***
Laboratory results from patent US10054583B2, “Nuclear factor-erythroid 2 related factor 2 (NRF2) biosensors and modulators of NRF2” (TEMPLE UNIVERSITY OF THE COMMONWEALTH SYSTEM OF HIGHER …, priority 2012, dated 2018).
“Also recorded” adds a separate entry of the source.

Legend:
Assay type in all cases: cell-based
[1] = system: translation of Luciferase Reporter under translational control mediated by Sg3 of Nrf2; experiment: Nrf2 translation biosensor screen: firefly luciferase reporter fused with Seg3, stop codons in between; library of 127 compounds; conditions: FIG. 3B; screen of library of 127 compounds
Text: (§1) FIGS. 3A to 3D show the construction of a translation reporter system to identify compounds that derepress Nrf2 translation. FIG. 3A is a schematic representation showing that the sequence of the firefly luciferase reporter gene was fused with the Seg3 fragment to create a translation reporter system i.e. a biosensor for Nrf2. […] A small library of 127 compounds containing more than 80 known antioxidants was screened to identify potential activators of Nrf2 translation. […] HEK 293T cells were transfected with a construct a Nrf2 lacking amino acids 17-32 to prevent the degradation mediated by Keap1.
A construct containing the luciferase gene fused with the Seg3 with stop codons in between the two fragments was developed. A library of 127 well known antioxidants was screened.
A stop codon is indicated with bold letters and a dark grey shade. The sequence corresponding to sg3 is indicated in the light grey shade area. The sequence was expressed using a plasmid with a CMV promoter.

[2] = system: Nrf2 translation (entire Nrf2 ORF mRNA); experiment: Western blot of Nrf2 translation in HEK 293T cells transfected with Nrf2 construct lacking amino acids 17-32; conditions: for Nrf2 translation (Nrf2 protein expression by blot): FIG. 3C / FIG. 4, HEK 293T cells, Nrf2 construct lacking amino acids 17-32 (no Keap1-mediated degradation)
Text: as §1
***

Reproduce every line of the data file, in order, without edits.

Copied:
Laboratory results from patent US10054583B2, “Nuclear factor-erythroid 2 related factor 2 (NRF2) biosensors and modulators of NRF2” (TEMPLE UNIVERSITY OF THE COMMONWEALTH SYSTEM OF HIGHER …, priority 2012, dated 2018).
“Also recorded” adds a separate entry of the source.

Legend:
Assay type in all cases: cell-based
[1] = system: translation of Luciferase Reporter under translational control mediated by Sg3 of Nrf2; experiment: Nrf2 translation biosensor screen: firefly luciferase reporter fused with Seg3, stop codons in between; library of 127 compounds; conditions: FIG. 3B; screen of library of 127 compounds
Text: (§1) FIGS. 3A to 3D show the construction of a translation reporter system to identify compounds that derepress Nrf2 translation. FIG. 3A is a schematic representation showing that the sequence of the firefly luciferase reporter gene was fused with the Seg3 fragment to create a translation reporter system i.e. a biosensor for Nrf2. […] A small library of 127 compounds containing more than 80 known antioxidants was screened to identify potential activators of Nrf2 translation. […] HEK 293T cells were transfected with a construct a Nrf2 lacking amino acids 17-32 to prevent the degradation mediated by Keap1.
A construct containing the luciferase gene fused with the Seg3 with stop codons in between the two fragments was developed. A library of 127 well known antioxidants was screened.
A stop codon is indicated with bold letters and a dark grey shade. The sequence corresponding to sg3 is indicated in the light grey shade area. The sequence was expressed using a plasmid with a CMV promoter.

[2] = system: Nrf2 translation (entire Nrf2 ORF mRNA); experiment: Western blot of Nrf2 translation in HEK 293T cells transfected with Nrf2 construct lacking amino acids 17-32; conditions: for Nrf2 translation (Nrf2 protein expression by blot): FIG. 3C / FIG. 4, HEK 293T cells, Nrf2 construct lacking amino acids 17-32 (no Keap1-mediated degradation)
Text: as §1